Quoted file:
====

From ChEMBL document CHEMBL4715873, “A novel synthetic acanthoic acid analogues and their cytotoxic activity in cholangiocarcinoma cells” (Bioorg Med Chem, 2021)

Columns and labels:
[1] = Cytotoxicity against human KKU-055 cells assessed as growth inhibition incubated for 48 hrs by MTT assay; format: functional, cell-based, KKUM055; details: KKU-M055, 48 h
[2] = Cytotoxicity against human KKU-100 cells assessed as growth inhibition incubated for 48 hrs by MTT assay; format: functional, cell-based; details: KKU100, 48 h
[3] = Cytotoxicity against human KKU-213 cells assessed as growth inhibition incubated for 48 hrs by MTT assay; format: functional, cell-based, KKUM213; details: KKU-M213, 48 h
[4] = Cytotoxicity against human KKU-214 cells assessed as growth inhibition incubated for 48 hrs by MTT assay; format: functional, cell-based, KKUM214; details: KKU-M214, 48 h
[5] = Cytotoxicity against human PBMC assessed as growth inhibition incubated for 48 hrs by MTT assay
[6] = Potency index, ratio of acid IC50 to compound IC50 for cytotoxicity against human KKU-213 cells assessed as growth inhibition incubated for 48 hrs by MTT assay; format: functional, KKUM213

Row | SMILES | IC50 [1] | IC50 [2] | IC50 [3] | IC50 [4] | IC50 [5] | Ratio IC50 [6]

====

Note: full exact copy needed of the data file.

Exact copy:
From ChEMBL document CHEMBL4715873, “A novel synthetic acanthoic acid analogues and their cytotoxic activity in cholangiocarcinoma cells” (Bioorg Med Chem, 2021)

Columns and labels:
[1] = Cytotoxicity against human KKU-055 cells assessed as growth inhibition incubated for 48 hrs by MTT assay; format: functional, cell-based, KKUM055; details: KKU-M055, 48 h
[2] = Cytotoxicity against human KKU-100 cells assessed as growth inhibition incubated for 48 hrs by MTT assay; format: functional, cell-based; details: KKU100, 48 h
[3] = Cytotoxicity against human KKU-213 cells assessed as growth inhibition incubated for 48 hrs by MTT assay; format: functional, cell-based, KKUM213; details: KKU-M213, 48 h
[4] = Cytotoxicity against human KKU-214 cells assessed as growth inhibition incubated for 48 hrs by MTT assay; format: functional, cell-based, KKUM214; details: KKU-M214, 48 h
[5] = Cytotoxicity against human PBMC assessed as growth inhibition incubated for 48 hrs by MTT assay
[6] = Potency index, ratio of acid IC50 to compound IC50 for cytotoxicity against human KKU-213 cells assessed as growth inhibition incubated for 48 hrs by MTT assay; format: functional, KKUM213

Row | SMILES | IC50 [1] | IC50 [2] | IC50 [3] | IC50 [4] | IC50 [5] | Ratio IC50 [6]